With his charges needing one more victory to clinch the Stanley Cup, Flyers’ coach Fred Shero made use of his penchant for posting pithy chalkboard messages May 19, 1974 by writing “Win today, and we walk together forever.”
Courtesy of their 1-0 Game 6 home triumph over the Boston Bruins, the Broad Street Bullies and their leader indeed achieved immortality and would further their legacy by cutting down the Buffalo Sabres to repeat as champions. For those feats and other contributions, Shero earned enshrinement in the Hockey Hall of Fame’s Builders category July 9, nearly 23 years after succumbing to stomach cancer.
“I love the news and just wish he were here to enjoy the honor,” Girard Estate resident Don Rancinelli, who attended the decisive duel against the Bruins as a 12-year-old, said. “With so many other people from those glory days already in, I have to wonder what delayed his date with destiny.”
“There’s no sense looking back as to why it didn’t happen sooner because today’s a happy day to celebrate the fact that a guy that deserves it immensely has finally been elected to the Hall of Fame,” Comcast-Spectacor Chairman and ’88 inductee Ed Snider, who founded the franchise 47 years ago and installed Shero as its third coach in ’71, said. “It’s a great day for the Philadelphia Flyers.”
Shero becomes the organization’s eighth member to merit distinction in the Toronto-based facility, with all but 2011 selection Mark Howe having assisted the Cup runs. One of five feted figures in this year’s class, the Winnipeg, Manitoba product garnered 308 regular-season wins in his seven-season stint guiding the Orange and Black and added 48 playoff victories — both of which rank as franchise bests. His 1973-’74 squad scored the first championship for an expansion club, and its success helped him to claim the inaugural Jack Adams Award as the top head coach.
Being affiliated with firsts seemed to come naturally to Shero, who pioneered the hiring of assistant coaches, the promotion of in-season strength training, the analysis of film and the execution of opponent-specific strategies, or systems, while also being among the initial advocates for game-day morning skates. Those innovations allowed the Flyers, who had lost all three of their playoff series before his arrival, to transform into the NHL’s behemoth performers, with players feared for their skillful scoring and ferocious fighting.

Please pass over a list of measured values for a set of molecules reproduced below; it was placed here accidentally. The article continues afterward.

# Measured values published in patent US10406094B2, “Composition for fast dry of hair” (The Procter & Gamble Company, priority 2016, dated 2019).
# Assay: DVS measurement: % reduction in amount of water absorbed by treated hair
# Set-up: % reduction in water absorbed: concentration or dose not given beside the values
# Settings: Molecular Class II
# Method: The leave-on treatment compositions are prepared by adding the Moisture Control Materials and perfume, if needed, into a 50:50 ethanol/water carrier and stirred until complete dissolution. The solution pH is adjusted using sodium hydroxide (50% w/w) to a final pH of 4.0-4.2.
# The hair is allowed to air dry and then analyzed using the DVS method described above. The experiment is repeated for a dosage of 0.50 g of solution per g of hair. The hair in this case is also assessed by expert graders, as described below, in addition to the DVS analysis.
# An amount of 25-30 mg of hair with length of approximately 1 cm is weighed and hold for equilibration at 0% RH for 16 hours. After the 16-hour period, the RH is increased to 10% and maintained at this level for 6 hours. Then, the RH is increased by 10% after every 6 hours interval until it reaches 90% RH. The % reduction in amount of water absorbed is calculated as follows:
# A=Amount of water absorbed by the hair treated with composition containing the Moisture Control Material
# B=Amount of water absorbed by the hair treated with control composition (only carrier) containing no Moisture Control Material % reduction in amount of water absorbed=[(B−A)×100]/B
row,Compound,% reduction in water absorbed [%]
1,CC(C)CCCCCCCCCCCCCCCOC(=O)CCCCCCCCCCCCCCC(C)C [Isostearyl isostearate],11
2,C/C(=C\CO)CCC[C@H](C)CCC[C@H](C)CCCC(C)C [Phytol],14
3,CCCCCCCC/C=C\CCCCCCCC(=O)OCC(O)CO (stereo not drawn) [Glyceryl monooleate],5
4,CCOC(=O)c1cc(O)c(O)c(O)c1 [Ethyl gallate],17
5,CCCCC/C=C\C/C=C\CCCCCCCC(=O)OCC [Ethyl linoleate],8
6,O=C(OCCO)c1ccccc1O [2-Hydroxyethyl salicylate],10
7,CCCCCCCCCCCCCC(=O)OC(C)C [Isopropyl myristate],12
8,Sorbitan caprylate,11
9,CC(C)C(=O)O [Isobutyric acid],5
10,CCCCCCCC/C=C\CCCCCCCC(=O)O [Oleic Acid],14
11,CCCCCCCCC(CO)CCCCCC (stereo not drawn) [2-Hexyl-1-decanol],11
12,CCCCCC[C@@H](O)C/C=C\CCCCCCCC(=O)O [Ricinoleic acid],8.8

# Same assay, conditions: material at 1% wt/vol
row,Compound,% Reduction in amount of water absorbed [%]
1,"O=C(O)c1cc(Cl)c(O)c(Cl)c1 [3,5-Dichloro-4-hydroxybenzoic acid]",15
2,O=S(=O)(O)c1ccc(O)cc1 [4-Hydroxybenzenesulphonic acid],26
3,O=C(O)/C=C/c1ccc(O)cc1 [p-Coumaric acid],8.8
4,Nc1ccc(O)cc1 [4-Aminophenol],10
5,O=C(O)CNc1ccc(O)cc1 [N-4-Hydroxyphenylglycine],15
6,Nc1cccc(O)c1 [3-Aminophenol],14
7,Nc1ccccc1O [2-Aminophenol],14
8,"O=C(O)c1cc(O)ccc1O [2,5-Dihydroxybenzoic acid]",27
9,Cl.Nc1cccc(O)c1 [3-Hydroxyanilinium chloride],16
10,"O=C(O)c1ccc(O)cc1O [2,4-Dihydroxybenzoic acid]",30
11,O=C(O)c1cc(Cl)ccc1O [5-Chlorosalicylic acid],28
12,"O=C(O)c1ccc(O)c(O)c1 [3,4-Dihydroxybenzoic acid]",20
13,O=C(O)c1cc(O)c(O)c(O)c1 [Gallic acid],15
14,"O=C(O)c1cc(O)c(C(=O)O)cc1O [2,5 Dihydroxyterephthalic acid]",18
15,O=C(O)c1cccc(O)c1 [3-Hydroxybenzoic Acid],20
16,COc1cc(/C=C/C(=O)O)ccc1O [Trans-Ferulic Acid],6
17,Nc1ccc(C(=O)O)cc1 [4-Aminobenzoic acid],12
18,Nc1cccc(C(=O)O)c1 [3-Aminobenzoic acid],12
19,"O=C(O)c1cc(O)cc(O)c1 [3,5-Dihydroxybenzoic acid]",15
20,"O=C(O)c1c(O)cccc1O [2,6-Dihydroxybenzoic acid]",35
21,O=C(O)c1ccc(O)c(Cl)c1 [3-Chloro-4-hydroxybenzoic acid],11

“I loved their style because it was a blend of talent and grit,” Rancinelli said of his ice icons. “I was a boy when I started following them, but I knew I wouldn’t have to wait long for a winner.”
Shero’s second campaign included a five-game semifinal loss to the eventual champion Montreal Canadiens, but Rancinelli sensed the experience would bolster the following year’s bunch. The Flyers made him seem a seer by winning 50 contests and downing the Bobby Orr-led Bruins for the title and inspired another parade the next season with their Buffalo beatdown. The ’75-76 athletes would set a still-standing team record by registering 118 points, but the Canadiens denied them a third Cup in a Finals sweep, with the year also including a 4-1 Spectrum-situated triumph over the Soviet Red Army team, whose style Shero had studied through a ’74 trip to its homeland. After taking the local skaters to two more Campbell Conference semifinals, he opted to resign and became the coach and general manager of the New York Rangers.
“You know the Red Sox had the Curse of the Bambino after selling Babe Ruth, but they’ve broken it, but we have what I call The Curse of the Fog,” Rancinelli, using Shero’s nickname, said of the Flyers’ 38-year Cup drought. “We need someone like Fred if we want more fun on Broad Street.”
In heading off to helm the Rangers, Shero returned to the team for whom he played in 145 regular season and 13 playoff games. Though not a Madison Square Garden attraction as a Blue Shirt, he enjoyed considerable minor league success, capturing consecutive Calder Cups with the Cleveland Barons in ’53 and ’54, the latter year including his selection as an American Hockey League All-Star. Two years later, he captained the Winnipeg Warriors to the Western Hockey League title, with his introduction to coaching coming in ’57 when he also laced up his skates for the Quebec Hockey League’s Shawinigan Falls Cataracts, who subsequently won the title.
Over the next 13 years, Shero furthered his bench presence with numerous minor league outfits, notably the AHL’s Buffalo Bisons, whose ’70 Calder Cup run brought him the Louis A.R. Pieri Memorial Award as the league’s top coach. His winning reputation compelled then-Flyers’ general manager Keith Allen to suggest him for the local vacancy.
The profitable stay in South Philly had fans, including Bella Vista’s Linda Cartageno, dreaming of multiple sips from the sought-after chalice, but his exodus to New York ended that.
“I liked him so much, I even rooted for the damn Rangers to win it all,” she said of the Empire State unit’s ’79 Finals loss to the Canadiens. “I’m happy, however, that he got to go out with us.”
Shero, the ’80 winner of the Lester Patrick Trophy for growing his game’s reach within the United States, served as the New Jersey Devils’ radio color analyst before completing his coaching duties in the Netherlands. He returned to the Flyers in ’89 as a special assistant and accepted placement in the franchise’s Hall of Fame March 22, ’90. Having received his cancer diagnosis in ’82, Shero died Nov. 24, ’90 at 65, with the Philadelphia Sports Hall of Fame tabbing him for induction in 2008. Since the 1976 team’s postseason setback, five other Flyers’ seasons have ended with the heroes falling in the Finals.
“That means he was something special for us to have gone so long without that third title,” 40-year fan Cartageno said. “It’s time to make him smile in heaven.”
Contact Staff Writer Joseph Myers at firstname.lastname@example.org or ext. 124.